MySql: Importance of Proper Indexing
As a programmer its easy to forget how our queries can impact the performance of an application. Especially since when doing local testing you can see that your queries execute lightning fast on your commodity hardware, how much faster will it run on a server then? It should be executing faster, but one thing we tend to forget is how fast will those queries perform when there are hundreds of users concurrently executing all those queries in your application.
That's one thing that the previous designers of this application where I work with forgot to take into consideration, basically during the few years they were online everything worked okay, but lately they've seen a tremendous growth in traffic and lately they're seeing humongous loads on their Mysql server.
Initially everyone was blaming the server, after all it was using outdated software, Mysql 4.1, the webserver using PHP4 and it was running a 32 bit OS on a 64bit platform with 16 GB of RAM, which according to some experts we might as well be running it on 4GB or RAM. Anyways since everyone thought the server was to blame I did everything I can to optimize its configuration, doing little tweaks here and there till I can't find anything else to optimize.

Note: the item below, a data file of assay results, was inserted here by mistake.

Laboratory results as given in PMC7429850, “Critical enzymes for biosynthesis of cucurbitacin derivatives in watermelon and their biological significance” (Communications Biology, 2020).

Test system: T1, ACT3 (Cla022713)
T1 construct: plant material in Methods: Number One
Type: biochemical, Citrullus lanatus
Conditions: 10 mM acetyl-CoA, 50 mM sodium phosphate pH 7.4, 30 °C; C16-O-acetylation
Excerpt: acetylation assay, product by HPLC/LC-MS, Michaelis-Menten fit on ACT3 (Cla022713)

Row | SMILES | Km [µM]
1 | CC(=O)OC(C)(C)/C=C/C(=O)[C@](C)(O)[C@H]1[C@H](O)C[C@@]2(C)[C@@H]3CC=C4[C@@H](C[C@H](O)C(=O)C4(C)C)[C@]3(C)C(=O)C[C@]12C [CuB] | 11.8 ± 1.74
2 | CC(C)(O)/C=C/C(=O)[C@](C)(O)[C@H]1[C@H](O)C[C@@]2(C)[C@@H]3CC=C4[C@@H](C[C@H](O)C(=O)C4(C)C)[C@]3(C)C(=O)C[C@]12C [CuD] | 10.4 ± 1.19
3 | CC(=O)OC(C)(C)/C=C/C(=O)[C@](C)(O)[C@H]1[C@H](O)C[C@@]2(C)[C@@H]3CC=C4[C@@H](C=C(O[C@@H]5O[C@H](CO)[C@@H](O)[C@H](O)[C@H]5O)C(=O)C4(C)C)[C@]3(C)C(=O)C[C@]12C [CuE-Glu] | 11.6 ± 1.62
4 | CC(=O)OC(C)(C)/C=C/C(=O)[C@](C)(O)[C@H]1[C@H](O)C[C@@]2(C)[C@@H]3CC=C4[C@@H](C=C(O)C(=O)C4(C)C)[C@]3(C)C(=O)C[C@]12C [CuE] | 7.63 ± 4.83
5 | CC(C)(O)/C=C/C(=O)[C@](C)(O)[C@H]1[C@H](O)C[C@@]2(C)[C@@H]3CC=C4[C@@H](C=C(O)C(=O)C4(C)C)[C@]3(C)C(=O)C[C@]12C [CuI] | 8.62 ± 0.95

Well that didn't help much, one problem we were getting weekly were duplicate orders because the site was too slow and customers were resubmitting their orders which they thought hadn't gone through the system. So the application team decided to break down the check out process and had a cron job doing part of the process they used to do in one script. For a while this helped, we still get duplicate orders, but we just let the finance team deal with it, until it became an issue again cause they got tired of handling duplicate orders.
I've brought up the issue of indexing the database before our IT manager and showed him a couple of the slow queries on the server based on the slow query log, he did index a couple of the tables but I don't think he was serious about it, most of the index were composite index and the queries never used those indexes at all. Some index were on status fields with "yes" and "no" values, very low cardinality. He actually mentioned before that he thinks adding indexes will further slow down our web application, I did mention that our select/insert ratio was 90/10. Anyways with a couple of days before we go live on a different system I decided to give indexing a try on this system.
You can optimize a query in 3 ways
* Altering the query from the application side, which I have no control of
* Reorganizing the data structure for the tables, which the developers would kill me for doing
* lastly reindexing the tables, which I did.
Using slow query logging and mysql EXPLAIN, I re-indexed several tables on 1-3 databases and after several days of monitoring the logs here's the result. I started Thursday morning on the Aug 26th and stopped re-indexing on the evening of the Aug 30th. From our zenoss load graph you can clearly see the difference of having those indexes, plus the finance team has reported no duplicate orders so far.